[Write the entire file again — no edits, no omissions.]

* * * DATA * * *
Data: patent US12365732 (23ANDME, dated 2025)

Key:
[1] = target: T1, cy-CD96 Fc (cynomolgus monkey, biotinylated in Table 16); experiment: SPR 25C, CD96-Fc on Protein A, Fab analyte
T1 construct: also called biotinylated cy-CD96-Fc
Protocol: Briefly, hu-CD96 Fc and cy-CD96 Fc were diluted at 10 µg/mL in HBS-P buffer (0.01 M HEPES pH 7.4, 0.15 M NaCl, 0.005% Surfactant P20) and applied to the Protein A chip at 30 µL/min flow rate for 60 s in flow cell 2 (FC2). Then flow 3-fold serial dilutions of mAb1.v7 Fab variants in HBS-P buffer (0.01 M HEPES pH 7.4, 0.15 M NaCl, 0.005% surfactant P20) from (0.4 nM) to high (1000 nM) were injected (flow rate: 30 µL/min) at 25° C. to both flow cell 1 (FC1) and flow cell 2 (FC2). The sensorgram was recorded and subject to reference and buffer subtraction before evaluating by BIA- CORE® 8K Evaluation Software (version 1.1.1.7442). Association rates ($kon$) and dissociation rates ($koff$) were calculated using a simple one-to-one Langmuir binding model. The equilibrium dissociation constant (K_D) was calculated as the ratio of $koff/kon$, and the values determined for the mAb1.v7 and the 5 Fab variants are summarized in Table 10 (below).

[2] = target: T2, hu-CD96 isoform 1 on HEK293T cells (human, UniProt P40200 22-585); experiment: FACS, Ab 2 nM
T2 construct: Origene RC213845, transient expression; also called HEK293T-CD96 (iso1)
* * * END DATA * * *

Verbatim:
Data: patent US12365732 (23ANDME, dated 2025)

Key:
[1] = target: T1, cy-CD96 Fc (cynomolgus monkey, biotinylated in Table 16); experiment: SPR 25C, CD96-Fc on Protein A, Fab analyte
T1 construct: also called biotinylated cy-CD96-Fc
Protocol: Briefly, hu-CD96 Fc and cy-CD96 Fc were diluted at 10 µg/mL in HBS-P buffer (0.01 M HEPES pH 7.4, 0.15 M NaCl, 0.005% Surfactant P20) and applied to the Protein A chip at 30 µL/min flow rate for 60 s in flow cell 2 (FC2). Then flow 3-fold serial dilutions of mAb1.v7 Fab variants in HBS-P buffer (0.01 M HEPES pH 7.4, 0.15 M NaCl, 0.005% surfactant P20) from (0.4 nM) to high (1000 nM) were injected (flow rate: 30 µL/min) at 25° C. to both flow cell 1 (FC1) and flow cell 2 (FC2). The sensorgram was recorded and subject to reference and buffer subtraction before evaluating by BIA- CORE® 8K Evaluation Software (version 1.1.1.7442). Association rates ($kon$) and dissociation rates ($koff$) were calculated using a simple one-to-one Langmuir binding model. The equilibrium dissociation constant (K_D) was calculated as the ratio of $koff/kon$, and the values determined for the mAb1.v7 and the 5 Fab variants are summarized in Table 10 (below).

[2] = target: T2, hu-CD96 isoform 1 on HEK293T cells (human, UniProt P40200 22-585); experiment: FACS, Ab 2 nM
T2 construct: Origene RC213845, transient expression; also called HEK293T-CD96 (iso1)